‘Cannabis college’ mooted for Eastern Cape
Could the Eastern Cape become the first province in SA to have a “cannabis college”?
If the Eastern Cape provincial government gets its way, most certainly.
But first, there is a lot of red tape to untangle and laws that will need changing, experts say.
It emerged this week that the provincial government was mulling over the idea of converting the old Lusikisiki teacher training college into a “cannabis college”.
However, experts say much needs to happen before this dream is realised, such as creating policies and legalising cannabis, because the plant is still included in the Drugs and Drug Trafficking Act of 1992 as a series one drug — the same bracket as heroin.
Rural development and agrarian reform spokesperson Ayongenzwa Lungisa said the idea came about after a trip taken by a delegation to Canada in October 2018.
Canada legalised cannabis in that month and the country saw a spike in job listings in the industry.
Lungisa said rural development and agrarian reform MEC Nomakhosazana Meth had presented a plan to the provincial cabinet earlier this week.
“We’re looking at how much the college would cost and how much the provincial government would have to put in.
“This is one way of aggressively taking charge of the potential the cannabis industry can bring for the province, because it’s not just about cultivation but manufacturing as well, and teaching people skills.
“One thing we did not forget was that cannabis in SA can only be used for research in a limited way for medicinal purposes.
“The MEC has the support of the premier to even get into the health sector and persuade different bodies to allow that process, because there is a lot of potential if we could get assistance,” Lungisa said.
He said there were no time frames as to when the college might open as discussions were still at a very early stage.
In 2018, the Constitutional Court decriminalised the private possession, use and cultivation of cannabis.
Parliament is yet to make the legislative adjustments to accommodate this move and selling cannabis at any scale remains, for the most part, illegal.
Cannabis activist and one half of “The Dagga Couple”, Jules Stobbs, commended the provincial government for even talking about a cannabis school.
He said the Eastern Cape government had shown itself to be the most progressive in the country.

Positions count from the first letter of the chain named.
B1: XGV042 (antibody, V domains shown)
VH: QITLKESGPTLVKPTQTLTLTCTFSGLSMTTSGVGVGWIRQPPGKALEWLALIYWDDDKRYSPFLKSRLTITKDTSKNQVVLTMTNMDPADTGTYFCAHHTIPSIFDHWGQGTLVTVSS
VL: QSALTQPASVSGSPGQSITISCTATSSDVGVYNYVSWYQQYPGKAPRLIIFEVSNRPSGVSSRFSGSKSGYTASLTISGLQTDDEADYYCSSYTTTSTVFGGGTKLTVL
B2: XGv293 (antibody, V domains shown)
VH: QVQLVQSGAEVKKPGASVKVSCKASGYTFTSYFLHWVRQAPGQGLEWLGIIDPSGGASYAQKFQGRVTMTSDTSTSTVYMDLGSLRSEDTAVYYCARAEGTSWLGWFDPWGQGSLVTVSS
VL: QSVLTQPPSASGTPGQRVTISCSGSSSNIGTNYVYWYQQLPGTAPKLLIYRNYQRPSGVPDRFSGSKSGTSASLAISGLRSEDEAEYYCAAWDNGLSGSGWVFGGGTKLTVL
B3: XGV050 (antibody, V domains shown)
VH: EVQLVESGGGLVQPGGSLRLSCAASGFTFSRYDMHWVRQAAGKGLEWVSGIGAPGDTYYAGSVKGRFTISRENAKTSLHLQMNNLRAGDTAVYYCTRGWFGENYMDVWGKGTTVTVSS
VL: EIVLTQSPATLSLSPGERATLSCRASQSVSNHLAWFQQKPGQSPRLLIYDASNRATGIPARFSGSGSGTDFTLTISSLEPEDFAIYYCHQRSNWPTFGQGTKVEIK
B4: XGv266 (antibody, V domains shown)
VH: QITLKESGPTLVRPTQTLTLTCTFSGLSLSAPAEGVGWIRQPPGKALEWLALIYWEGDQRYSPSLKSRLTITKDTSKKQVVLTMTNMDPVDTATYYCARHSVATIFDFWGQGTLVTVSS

However, he questioned the reasoning behind opening a “cannabis college” and suggested a model be integrated into existing agricultural schools in the country and province.
“All you need is for cannabis to be part of the curriculum in an agricultural environment.
“There’s nothing different about weed; it’s just a commodity, a plant.
“We think instead of spending a lot of money refurbishing a building to bring it up to be a college, why don’t you incorporate cannabis learning modules, of which there are many, into a regular agricultural diploma,” he said.
Stobbs also questioned what would be done at the colleges as cannabis was still illegal in SA.
“There is no industry.
“What are you going to do, how long is it going to be, what is the diploma and who is going to grow it, because the cops are going to come around and arrest you because it’s still illegal.
“It’s a great sentiment; we think it’s super cool that someone would even think of a cannabis college because five years ago nobody would’ve thought of that.
“There’s progress,” Stobbs said.
Agricultural economist Wandile Sihlobo said more pressure should be put on the government to strengthen policy, and set up regulation and production conditions.
“Setting up the policy because, as we speak now, cannabis is still regarded as a drug — not yet as a plant.
“So, working on the regulation and reclassifying it as an agricultural crop, and also setting up the policy of how to go about the production as well as trading it.
“Also, on the taxation side, we say we can get tax from these businesses, but we haven’t thoroughly considered how that would take place.
“Testing, compliance issues — even on the production and the cultivation side — and more and more education is needed,” Sihlobo said.
He said economic benefits and job creation could definitely result from the cannabis industry, especially in the Eastern Cape.
However, he cautioned that small-scale farmers should not be excluded from the industry.
“Last year and the year before that, in SA we wrote and talked a lot about the possibility in terms of jobs, but not about what needs to be done in putting the regulations in place.
“Right now, for example, for all of those who are getting licences [to legally grow and produce medical products], prices range around R300,000.
“With those prices, to acquire licences small-scale farmers in the Eastern Cape would be excluded from the market,” Sihlobo said.
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